Current trends in LAN technology show that during the months ahead LANs will compete on price, performance and innovation. The introduction of VLSI technology into LAN development will contribute to the flexibility of LAN systems while lowering the purchase price. For example, a typical LAN protocol using non-VLSI technology would require about 200 to 300 devices consisting of several printed-circuit boards. One VLSI chip can integrate all this functionality at a much lower cost. Implementation of a protocol in silicon also reduces the learning curve required to design a LAN, therefore reducing time for new product introductions.

In the future, it is likely that LANs will continue to be divided into three segments in terms of transmission speeds. However, high-speed LANs will become even faster, capable of handling up to 20 to 100 Mb/s. This will be necessary to support more-powerful computers that will be introduced. Also, this type of LAN would be used for interconnecting several LAN's into one supernet when a high volume of internet traffic exists (Figure 1, Section A). Fiber-optic technology will replace coaxial cable as a transmission medium in a LAN of this type.

The second LAN segment will provide data transmission speeds up to 10 Mb/s (Figure 1, Section B). LANs of this type will continue to provide access to various DP devices such as PCs, minis and mainframes. Laser printers, file servers, optical storage devices and CAD/CAM workstations will also be interconnected by these LANs. Systems using broadband rather than baseband technology will dominate this segment, because broadband offers higher performance over longer distances and because it can be used to transmit video and voice as well as data.

Developing New High-speed PC LAN

LANs of this type (up to 10 Mb/s) can also serve in the future as "backbones" to newly developed high-speed PC LANs, creating hybrid networks (Figure 1, Section C). Currently, the development for a new high-speed PC LAN that can operate at 10 Mb/s is underway. This LAN, which would operate as a subset of the OSI 802.3 standard called "cheapernet," requires a high degree of VLSI integration in order to make it price/performance competitive. Product introduction is expected in the late 1980s. Connecting this high-speed PC LAN to a general-purpose "backbone" creates a hybrid network that can optimize the use of various diverse DP devices.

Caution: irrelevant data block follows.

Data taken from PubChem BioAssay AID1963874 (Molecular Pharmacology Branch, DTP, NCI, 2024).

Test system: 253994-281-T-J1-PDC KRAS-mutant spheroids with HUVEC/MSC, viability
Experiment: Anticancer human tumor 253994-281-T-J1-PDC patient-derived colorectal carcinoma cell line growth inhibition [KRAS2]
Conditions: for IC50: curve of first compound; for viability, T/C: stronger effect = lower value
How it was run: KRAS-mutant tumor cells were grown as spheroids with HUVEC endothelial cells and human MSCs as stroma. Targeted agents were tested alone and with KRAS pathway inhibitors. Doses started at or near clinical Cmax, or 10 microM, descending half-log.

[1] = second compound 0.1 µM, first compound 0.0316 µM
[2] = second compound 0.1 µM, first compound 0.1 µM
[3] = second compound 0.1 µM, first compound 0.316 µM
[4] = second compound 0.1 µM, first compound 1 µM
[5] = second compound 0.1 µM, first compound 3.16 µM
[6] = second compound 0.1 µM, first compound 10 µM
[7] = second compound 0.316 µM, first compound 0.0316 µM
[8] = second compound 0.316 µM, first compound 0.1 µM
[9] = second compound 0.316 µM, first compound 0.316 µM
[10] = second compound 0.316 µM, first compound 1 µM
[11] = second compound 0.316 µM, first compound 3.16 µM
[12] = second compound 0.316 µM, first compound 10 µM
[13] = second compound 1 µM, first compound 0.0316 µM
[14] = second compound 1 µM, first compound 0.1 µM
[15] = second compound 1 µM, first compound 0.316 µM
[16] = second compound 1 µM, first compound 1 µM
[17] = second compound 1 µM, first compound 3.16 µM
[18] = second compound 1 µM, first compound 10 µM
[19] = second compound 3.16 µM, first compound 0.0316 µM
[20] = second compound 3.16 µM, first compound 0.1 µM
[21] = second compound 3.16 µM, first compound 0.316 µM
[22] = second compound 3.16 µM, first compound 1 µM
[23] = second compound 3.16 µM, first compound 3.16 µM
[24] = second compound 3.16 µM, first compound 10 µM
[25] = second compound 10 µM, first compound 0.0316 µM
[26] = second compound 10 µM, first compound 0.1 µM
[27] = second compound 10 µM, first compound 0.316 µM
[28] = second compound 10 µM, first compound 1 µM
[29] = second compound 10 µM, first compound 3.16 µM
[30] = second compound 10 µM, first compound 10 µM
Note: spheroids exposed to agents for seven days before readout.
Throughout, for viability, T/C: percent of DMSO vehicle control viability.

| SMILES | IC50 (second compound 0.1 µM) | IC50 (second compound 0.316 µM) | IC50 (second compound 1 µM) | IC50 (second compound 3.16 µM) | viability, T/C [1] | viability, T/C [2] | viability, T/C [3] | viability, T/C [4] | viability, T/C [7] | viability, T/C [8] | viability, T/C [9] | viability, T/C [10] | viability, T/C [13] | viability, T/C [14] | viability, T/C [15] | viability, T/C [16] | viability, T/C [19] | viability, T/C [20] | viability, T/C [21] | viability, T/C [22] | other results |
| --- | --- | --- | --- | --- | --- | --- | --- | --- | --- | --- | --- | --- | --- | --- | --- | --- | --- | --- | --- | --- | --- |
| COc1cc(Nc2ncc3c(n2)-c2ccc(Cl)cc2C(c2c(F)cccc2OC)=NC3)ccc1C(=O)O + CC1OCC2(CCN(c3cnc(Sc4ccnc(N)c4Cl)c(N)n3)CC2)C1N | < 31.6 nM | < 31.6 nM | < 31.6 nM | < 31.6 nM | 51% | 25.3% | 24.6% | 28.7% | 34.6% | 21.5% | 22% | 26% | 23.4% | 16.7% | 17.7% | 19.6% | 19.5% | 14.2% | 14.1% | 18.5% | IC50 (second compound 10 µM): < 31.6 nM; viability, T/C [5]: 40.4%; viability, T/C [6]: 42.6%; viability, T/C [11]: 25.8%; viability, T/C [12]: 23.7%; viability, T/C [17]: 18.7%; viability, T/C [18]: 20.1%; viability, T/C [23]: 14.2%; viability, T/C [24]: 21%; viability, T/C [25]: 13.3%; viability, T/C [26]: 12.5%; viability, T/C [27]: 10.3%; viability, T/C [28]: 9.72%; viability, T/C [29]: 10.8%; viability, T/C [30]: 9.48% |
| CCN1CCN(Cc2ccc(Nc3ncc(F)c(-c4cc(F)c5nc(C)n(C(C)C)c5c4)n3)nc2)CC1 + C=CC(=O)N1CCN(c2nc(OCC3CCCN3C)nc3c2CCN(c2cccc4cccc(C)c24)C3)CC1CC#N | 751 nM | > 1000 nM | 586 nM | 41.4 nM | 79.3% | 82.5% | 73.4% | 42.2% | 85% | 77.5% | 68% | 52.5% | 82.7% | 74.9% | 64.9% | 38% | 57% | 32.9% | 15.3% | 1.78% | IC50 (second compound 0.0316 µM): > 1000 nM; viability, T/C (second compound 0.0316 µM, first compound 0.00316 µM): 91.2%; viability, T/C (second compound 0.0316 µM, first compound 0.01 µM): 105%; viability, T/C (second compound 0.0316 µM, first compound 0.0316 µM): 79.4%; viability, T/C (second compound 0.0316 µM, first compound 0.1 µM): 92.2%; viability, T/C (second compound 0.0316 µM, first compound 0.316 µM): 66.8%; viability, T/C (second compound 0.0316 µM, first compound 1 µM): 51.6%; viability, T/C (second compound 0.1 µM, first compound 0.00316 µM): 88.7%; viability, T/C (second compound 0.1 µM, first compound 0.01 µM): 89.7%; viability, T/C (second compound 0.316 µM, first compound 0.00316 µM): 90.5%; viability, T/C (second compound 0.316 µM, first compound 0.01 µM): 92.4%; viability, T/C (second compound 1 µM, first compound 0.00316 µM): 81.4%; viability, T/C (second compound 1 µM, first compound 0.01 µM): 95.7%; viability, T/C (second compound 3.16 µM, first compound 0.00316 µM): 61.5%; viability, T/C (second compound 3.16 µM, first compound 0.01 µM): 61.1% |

The third segment of LANs offers transmission speeds of less than 10 Mb/s (Figure 2). Because of slow transmission speeds, this type of LAN is used solely for PCs and other low-processing-power devices. Most PCs purchased by larger corporations, general-purpose LANs. The lower-speed LANs (under 10 Mb/s) will still be attractive for small networks. However, as the processing power of "business" microcomputers increases, PCs of the future are likely to require the higher throughput of the medium-speed general-purpose LANs.

In this article, we have outlined the three segments of LAN networks. We have also shown how PCs fit into these segments today and in the future. Although small PC LANs will continue to proliferate, the major growth in the future will be in the area of hybrid networks where PC LANs are integrated into medium-speed general-purpose LANs.
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Author:VonTaube, E.
Publication:Communications News
Date:Mar 1, 1985